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Discover how you can identify trends, gather and address customer feedback, and proactively deliver what your company needs for competitive advantage.
This course is one of a series of five Dave Crenshaw courses based on his Invaluable teaching methodology for professional development.
- Understanding what makes your company money
- Discovering market trends
- Understanding your competition
- Knowing your customers and how to better serve them
Skill Level Appropriate for all
All customer complaints are opportunities, but they aren't all the same. Depending on the type of complaint, and who it's coming from, your response may need to change. I'm going to give you a simple system that you can use for three different types of customer complaints; green, yellow, and red. This is not designed to replace your company's system for handling complaints, but instead, be a helpful resource. Green complaints come from happy customers. They like working with you, but they're giving you an idea or suggestion.
Yellow complaints are from people who are upset or unhappy about their experience with your company. The majority of the complaints that you receive are going to be in the yellow category. Red complaints are from people who are downright hostile, angry or threatening. Each type of customer complaint should be resolved differently and I'm going to give you some suggestions about ways that you can handle each of them. Let's start with the green complaint. When you get an idea or suggestion from a friendly customer, I recommend your first reaction should be gratitude.
You want to genuinely express appreciation, be sure to note the idea, and forward it on to the proper person. Then communicate to the customer that it's a great idea and you're passing it on to the appropriate person to take action. I also encourage you to look for a way to reward that customer. Hopefully, there's a policy in place to give people a perk, or reward, for sharing these great ideas, if not, you might suggest one. Now, let's talk about the yellow category where the majority of the complaints are going to be.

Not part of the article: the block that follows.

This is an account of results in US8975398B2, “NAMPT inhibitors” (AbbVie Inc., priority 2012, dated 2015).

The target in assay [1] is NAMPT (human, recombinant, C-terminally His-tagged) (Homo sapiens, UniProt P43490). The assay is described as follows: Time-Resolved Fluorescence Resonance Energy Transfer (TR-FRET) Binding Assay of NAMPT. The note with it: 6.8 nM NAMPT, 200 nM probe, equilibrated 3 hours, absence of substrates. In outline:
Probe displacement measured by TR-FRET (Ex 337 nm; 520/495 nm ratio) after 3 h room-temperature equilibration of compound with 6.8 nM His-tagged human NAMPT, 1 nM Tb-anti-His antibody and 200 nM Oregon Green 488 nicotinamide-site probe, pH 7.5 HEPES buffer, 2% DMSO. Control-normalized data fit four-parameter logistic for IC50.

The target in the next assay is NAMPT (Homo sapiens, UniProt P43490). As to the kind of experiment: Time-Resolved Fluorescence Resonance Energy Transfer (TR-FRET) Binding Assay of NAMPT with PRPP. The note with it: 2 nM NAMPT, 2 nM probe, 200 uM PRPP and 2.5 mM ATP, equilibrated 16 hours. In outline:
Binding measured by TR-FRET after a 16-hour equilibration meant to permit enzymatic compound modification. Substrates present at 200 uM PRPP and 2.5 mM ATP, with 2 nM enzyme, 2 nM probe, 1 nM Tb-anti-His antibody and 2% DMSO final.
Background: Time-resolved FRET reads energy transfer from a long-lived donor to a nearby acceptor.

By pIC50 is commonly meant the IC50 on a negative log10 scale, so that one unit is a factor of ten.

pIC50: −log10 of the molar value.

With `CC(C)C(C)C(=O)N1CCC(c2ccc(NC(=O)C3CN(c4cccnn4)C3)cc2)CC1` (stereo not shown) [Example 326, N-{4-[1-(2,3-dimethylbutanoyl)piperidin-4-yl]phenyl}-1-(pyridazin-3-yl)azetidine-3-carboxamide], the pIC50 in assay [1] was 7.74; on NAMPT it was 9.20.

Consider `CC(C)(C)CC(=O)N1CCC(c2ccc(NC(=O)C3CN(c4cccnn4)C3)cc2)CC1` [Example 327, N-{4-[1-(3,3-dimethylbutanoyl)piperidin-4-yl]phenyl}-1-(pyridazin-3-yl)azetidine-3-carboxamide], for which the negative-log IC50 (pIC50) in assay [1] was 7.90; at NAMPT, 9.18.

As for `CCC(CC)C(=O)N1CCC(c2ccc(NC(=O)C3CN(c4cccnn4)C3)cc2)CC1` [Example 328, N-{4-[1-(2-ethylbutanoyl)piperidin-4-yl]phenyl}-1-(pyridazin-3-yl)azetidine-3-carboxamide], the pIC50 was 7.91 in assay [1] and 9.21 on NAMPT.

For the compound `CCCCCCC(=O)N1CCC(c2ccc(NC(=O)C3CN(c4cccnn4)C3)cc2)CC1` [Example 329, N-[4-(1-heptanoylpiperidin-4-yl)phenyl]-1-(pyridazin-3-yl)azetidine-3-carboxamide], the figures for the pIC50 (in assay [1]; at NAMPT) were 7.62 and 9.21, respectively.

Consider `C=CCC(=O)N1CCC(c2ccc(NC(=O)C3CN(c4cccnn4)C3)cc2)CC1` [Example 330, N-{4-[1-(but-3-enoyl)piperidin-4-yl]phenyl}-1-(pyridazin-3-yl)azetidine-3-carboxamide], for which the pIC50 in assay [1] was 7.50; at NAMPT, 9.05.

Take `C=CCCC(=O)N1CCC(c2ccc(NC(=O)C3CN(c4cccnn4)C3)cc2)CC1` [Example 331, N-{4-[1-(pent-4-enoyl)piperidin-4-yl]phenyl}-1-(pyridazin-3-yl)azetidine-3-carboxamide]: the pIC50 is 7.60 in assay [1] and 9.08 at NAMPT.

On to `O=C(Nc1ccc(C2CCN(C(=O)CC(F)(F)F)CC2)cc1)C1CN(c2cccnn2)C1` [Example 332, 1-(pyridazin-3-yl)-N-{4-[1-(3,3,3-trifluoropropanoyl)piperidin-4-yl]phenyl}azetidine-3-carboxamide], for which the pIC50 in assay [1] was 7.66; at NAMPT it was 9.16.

This is a customer who is unhappy. I suggest that first, you empathize with them. This is more than saying I understand. Listen and imagine yourself in their situation, genuinely try to understand. Thank them for bringing this to your attention and make a note of their suggestion. If appropriate, tell them that you'll pass along their feedback to make a change if possible. Then try to make it right and also give a little bit more.
Suppose there was a mistake on an invoice. You make it right by correcting the billing error. Then you give a little bit more, find a perk or a benefit to give them to thank them for bringing it to your attention, and as a friendly gesture. Your company can discuss appropriate ways to give a little bit more when it comes to yellow complaints. Now the red complaints come from people who are threatening, hostile, and angry. Perhaps they threatened to tell others bad things about your company or to sue.
When you receive a red complaint, be calm and allow them to vent their anger to you. It's possible that what they're saying is true, but it's also possible that they're not being truthful or rational. In either case, be calm and then restate to them what they said. Also, try to speak as little as possible and let the other person talk. Not only will that help defuse the situation, but it will also keep you from possibly saying something incorrect, or legally damaging to the business.
Then thank them for bringing it to your attention and be sure to document the conversation. If you're not authorized to resolve the situation then hand it off to someone who is able to make a decision. If you do have the authority to make a decision then try to respond in terms of if then. Ask, if I take care of it this way, then will you feel like we've dealt with you fairly? Getting their agreement will also help defuse the situation.
The good news is that the majority of the customer complaints that you handle won't be in the red category, but a little bit of preparation will help you feel calm and ready to deal with them when they do arise. Remember, whether the complaints are green, yellow or red, all customer complaints are opportunities. View them as such and you'll find more opportunities every day to increase your customer savvy.